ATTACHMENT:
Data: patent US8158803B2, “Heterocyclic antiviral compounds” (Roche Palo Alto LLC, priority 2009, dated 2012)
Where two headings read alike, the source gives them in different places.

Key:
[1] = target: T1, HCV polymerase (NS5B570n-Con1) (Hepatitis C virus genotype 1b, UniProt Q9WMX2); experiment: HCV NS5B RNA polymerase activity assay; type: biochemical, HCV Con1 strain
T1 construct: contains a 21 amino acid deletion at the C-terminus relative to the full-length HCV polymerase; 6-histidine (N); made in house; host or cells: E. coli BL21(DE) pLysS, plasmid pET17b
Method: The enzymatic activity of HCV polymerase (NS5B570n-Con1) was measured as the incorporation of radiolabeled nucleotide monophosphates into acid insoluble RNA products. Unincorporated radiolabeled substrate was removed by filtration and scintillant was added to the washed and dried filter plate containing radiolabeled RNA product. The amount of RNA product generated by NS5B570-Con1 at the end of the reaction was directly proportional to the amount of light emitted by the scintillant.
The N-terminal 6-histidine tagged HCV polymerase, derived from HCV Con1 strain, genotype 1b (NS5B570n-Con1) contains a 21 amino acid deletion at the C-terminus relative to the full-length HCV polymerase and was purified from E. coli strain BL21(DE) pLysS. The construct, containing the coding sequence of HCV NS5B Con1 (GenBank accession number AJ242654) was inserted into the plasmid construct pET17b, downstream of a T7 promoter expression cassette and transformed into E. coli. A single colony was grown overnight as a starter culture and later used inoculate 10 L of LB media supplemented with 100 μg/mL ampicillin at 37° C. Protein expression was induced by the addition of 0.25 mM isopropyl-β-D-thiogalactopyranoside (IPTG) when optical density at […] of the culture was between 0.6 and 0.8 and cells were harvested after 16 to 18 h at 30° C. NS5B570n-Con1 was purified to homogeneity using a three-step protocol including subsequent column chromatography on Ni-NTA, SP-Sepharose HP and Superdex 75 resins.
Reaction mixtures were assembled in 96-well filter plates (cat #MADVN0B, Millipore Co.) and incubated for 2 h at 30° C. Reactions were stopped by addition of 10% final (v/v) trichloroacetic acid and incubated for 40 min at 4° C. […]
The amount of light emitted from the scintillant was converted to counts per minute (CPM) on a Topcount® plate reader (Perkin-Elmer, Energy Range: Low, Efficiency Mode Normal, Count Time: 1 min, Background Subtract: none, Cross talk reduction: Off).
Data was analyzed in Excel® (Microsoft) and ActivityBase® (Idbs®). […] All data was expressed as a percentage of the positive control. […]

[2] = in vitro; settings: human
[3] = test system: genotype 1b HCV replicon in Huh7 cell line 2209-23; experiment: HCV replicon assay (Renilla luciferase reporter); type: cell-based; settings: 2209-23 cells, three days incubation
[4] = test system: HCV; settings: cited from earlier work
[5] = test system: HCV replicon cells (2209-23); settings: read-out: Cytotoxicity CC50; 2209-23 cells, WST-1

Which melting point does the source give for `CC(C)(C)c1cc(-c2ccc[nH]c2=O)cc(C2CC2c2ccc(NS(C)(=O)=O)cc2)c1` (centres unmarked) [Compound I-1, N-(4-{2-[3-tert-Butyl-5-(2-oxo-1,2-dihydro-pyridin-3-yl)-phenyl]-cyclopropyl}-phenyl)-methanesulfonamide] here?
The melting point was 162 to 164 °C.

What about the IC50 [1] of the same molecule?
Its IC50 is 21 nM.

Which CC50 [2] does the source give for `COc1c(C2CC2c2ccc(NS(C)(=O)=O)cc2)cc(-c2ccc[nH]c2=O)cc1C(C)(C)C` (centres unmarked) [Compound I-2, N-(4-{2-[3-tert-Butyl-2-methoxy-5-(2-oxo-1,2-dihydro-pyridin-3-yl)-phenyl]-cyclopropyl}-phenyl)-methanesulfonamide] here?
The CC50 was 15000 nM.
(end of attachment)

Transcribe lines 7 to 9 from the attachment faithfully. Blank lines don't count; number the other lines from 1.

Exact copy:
The N-terminal 6-histidine tagged HCV polymerase, derived from HCV Con1 strain, genotype 1b (NS5B570n-Con1) contains a 21 amino acid deletion at the C-terminus relative to the full-length HCV polymerase and was purified from E. coli strain BL21(DE) pLysS. The construct, containing the coding sequence of HCV NS5B Con1 (GenBank accession number AJ242654) was inserted into the plasmid construct pET17b, downstream of a T7 promoter expression cassette and transformed into E. coli. A single colony was grown overnight as a starter culture and later used inoculate 10 L of LB media supplemented with 100 μg/mL ampicillin at 37° C. Protein expression was induced by the addition of 0.25 mM isopropyl-β-D-thiogalactopyranoside (IPTG) when optical density at […] of the culture was between 0.6 and 0.8 and cells were harvested after 16 to 18 h at 30° C. NS5B570n-Con1 was purified to homogeneity using a three-step protocol including subsequent column chromatography on Ni-NTA, SP-Sepharose HP and Superdex 75 resins.
Reaction mixtures were assembled in 96-well filter plates (cat #MADVN0B, Millipore Co.) and incubated for 2 h at 30° C. Reactions were stopped by addition of 10% final (v/v) trichloroacetic acid and incubated for 40 min at 4° C. […]
The amount of light emitted from the scintillant was converted to counts per minute (CPM) on a Topcount® plate reader (Perkin-Elmer, Energy Range: Low, Efficiency Mode Normal, Count Time: 1 min, Background Subtract: none, Cross talk reduction: Off).